“Everything you need, nothing you don’t.”

Such was the motto of one hotel brand highlighted by Jennifer Davey, Advisory Director at hospitality and real-estate consulting group AHS at the Reimagining Hospitality event hosted by design studio Buchan in Melbourne last month.

Whilst this appears to make sense, Davey says such a statement could describe anything up to ten, twenty or thirty different hotels and failed to distinguish the venue in question from others on the market.

This hotel, she says, is not alone in struggling with its mission statement and brand definition. Indeed, she says many accommodation providers throughout Australia face challenges in defining their place in the market.

She gives further examples.

‘Smaller means concentration not reduction – design is youthful and uncompromising voice with a design that is crisp, furphy and fun’.

Apparently, Davy says, we are all being ‘crisp, furphy and fun’. That is not actually defining an experience and is in fact talking about something which almost everybody wants – hardly a clear definition of a target market.

‘Crossroad for people from ages, cultures and background’.

Another which Davey says is extremely broad and fails to define anything specific.

‘Millennials travel market is huge. They are looking for value for money, experience centres and a cool and affordable hangout.’

This, Davey says, is comical.

“I’m not a millennial,” she explains. “I’m looking for a cool and affordable hangout.”

Australia’s hotel and accommodation sector is currently undergoing significant expansion. In the year to March, the dollar value of work done on construction of new hotels and accommodation facilities came in at $3.440 billion. That’s more than three times the $1.062 billion spent over the same period five years earlier in the year to March 2014.

Whilst this is happening, however, Davey says many operators are struggling to define their place in the market and to build a strong brand which promotes customer loyalty and maximises return on investment.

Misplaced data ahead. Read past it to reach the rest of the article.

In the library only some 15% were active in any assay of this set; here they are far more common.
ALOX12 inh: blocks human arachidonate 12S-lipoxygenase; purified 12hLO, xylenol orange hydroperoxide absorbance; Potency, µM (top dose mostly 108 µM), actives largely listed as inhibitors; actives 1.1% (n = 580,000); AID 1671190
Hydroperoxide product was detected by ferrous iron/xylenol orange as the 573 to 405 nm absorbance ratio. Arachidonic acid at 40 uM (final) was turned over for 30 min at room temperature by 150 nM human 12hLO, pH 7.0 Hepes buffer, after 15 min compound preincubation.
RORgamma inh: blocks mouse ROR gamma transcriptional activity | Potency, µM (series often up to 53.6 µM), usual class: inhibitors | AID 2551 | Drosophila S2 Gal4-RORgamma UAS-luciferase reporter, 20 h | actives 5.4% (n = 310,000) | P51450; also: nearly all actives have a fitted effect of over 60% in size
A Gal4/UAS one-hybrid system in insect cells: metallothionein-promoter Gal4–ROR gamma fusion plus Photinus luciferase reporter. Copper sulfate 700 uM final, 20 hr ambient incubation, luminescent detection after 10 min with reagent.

For one thing, there are now so many brands from which to choose that individual brand identity is often unclear.

More important, however, Davey describes a breakdown in traditional market segmentation and difficulty for many hotels in understanding the purposes for which their guests are visiting.

Traditionally, hotel guests have been broken down into clear market segments. These included business, leisure, air-crew, groups, inbound travellers and MICE (meetings, incentives, conferences and exhibitions).

Hotels were able to profile guests through means such as the news and television programs they watched and the magazines they read.

Nowadays, this is becoming more difficult as people book through online travel agencies, hotel choices are influenced by social media and travellers combine business and leisure.

For design and planning, this creates challenges in adapting strategies to accommodate the purposes for which hotel guests are visiting and the experiences they are after.

In some cases, this has led to a mismatch of experiences which fails to cater for any client segment. Davey recalls one hotel in Europe which had a family sitting next to a couple who were sitting next to children playing football who were next to a large group waiting for evening drinks.  The experience was dreadful and did not satisfy anyone.

In response, several strategies are emerging.

Some hotels are targeting customers by age.

This Davey says, is problematic. Say you target Millennials and decide that they want their stay to be ‘fun’. In fact, the desire to have fun is common across many age groups. Designs which are based around this may therefore lead to confusion in branding and failure to deliver a facility which occupies a clear market position.

Moreover, such an approach fails to account for why guests are coming. Are they there for business? For leisure? This, Davey says, will impact design strategies which are suitable.

A second and more useful approach involves tools such as the Roy Morgan Helix Persona framework, which uses deep psychological insights that incorporate not only income levels but also values, beliefs and attitudes which affect consumer behaviour. This can be used to divide potential customers into six targetable groups. These groups range from the ‘leading lifestyles’ (100 group) who are focused on success, careers and family and are big spenders who are lavish in pumping out money on cultured living down to the ‘fair go’ community (600 group) who are lower income Australians and who prefer straightforward living on a modest budget, basic lifestyles and a quiet home life.

A number of hotels, Davey says, use frameworks such as this to target specific market segments. A common one is the 100 group and the 200 groups (Metrotechs – socially aware, successful, culturally diverse, thrive on being out in the world and will spend big to maximise city life). Between these two groups, you tend to have people on higher incomes.

Davey says such an analysis can be useful and can form the start of a basis around which hotels can be designed. Nevertheless, she cautions that there are other factors about which hotel owners need to be aware when designing and planning their facilities.